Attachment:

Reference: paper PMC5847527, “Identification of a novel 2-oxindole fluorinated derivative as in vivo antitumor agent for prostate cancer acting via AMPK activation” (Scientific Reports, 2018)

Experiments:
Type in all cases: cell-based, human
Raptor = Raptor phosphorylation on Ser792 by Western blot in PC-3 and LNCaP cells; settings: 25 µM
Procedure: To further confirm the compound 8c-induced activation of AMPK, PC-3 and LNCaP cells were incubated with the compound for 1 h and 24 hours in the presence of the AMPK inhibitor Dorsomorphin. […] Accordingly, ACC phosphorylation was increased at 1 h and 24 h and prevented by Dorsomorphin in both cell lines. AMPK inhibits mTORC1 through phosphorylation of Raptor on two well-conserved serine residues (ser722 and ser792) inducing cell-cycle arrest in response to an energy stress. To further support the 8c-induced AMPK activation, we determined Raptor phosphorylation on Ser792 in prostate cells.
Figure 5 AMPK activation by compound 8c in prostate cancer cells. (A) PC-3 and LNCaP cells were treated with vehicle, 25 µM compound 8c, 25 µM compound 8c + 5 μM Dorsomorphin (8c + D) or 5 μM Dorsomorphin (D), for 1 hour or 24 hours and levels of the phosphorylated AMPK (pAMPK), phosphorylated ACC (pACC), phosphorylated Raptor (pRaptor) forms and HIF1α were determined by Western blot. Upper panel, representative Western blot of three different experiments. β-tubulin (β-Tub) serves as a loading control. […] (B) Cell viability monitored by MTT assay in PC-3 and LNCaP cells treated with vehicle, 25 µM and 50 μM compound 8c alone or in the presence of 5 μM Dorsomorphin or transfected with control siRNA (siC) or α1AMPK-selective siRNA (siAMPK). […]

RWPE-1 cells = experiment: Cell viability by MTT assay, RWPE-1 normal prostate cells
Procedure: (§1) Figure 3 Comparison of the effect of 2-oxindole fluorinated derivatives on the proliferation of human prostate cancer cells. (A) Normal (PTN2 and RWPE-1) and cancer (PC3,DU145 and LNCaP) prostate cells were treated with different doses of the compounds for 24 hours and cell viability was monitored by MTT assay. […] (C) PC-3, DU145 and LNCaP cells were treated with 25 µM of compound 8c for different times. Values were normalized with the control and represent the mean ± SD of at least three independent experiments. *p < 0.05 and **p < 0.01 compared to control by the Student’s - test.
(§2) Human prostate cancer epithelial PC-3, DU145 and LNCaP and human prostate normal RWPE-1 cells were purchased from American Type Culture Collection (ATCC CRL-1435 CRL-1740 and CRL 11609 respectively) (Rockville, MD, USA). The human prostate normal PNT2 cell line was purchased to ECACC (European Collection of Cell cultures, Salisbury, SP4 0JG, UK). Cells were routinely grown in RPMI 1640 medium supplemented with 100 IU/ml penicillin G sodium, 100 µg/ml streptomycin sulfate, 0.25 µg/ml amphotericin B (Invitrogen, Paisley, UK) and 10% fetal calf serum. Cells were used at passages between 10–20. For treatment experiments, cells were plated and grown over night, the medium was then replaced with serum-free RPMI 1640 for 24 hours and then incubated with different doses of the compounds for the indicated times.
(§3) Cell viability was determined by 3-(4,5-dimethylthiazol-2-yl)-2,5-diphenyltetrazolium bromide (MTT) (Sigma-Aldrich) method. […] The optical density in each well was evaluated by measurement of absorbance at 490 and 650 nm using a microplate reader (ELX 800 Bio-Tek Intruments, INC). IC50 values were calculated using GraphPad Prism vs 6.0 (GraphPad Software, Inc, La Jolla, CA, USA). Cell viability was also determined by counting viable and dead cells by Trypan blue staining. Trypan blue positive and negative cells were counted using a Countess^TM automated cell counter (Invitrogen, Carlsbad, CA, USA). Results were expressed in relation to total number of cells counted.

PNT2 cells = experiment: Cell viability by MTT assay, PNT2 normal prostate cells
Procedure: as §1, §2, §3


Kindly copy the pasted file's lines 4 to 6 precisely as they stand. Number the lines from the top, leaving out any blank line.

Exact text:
Raptor = Raptor phosphorylation on Ser792 by Western blot in PC-3 and LNCaP cells; settings: 25 µM
Procedure: To further confirm the compound 8c-induced activation of AMPK, PC-3 and LNCaP cells were incubated with the compound for 1 h and 24 hours in the presence of the AMPK inhibitor Dorsomorphin. […] Accordingly, ACC phosphorylation was increased at 1 h and 24 h and prevented by Dorsomorphin in both cell lines. AMPK inhibits mTORC1 through phosphorylation of Raptor on two well-conserved serine residues (ser722 and ser792) inducing cell-cycle arrest in response to an energy stress. To further support the 8c-induced AMPK activation, we determined Raptor phosphorylation on Ser792 in prostate cells.
Figure 5 AMPK activation by compound 8c in prostate cancer cells. (A) PC-3 and LNCaP cells were treated with vehicle, 25 µM compound 8c, 25 µM compound 8c + 5 μM Dorsomorphin (8c + D) or 5 μM Dorsomorphin (D), for 1 hour or 24 hours and levels of the phosphorylated AMPK (pAMPK), phosphorylated ACC (pACC), phosphorylated Raptor (pRaptor) forms and HIF1α were determined by Western blot. Upper panel, representative Western blot of three different experiments. β-tubulin (β-Tub) serves as a loading control. […] (B) Cell viability monitored by MTT assay in PC-3 and LNCaP cells treated with vehicle, 25 µM and 50 μM compound 8c alone or in the presence of 5 μM Dorsomorphin or transfected with control siRNA (siC) or α1AMPK-selective siRNA (siAMPK). […]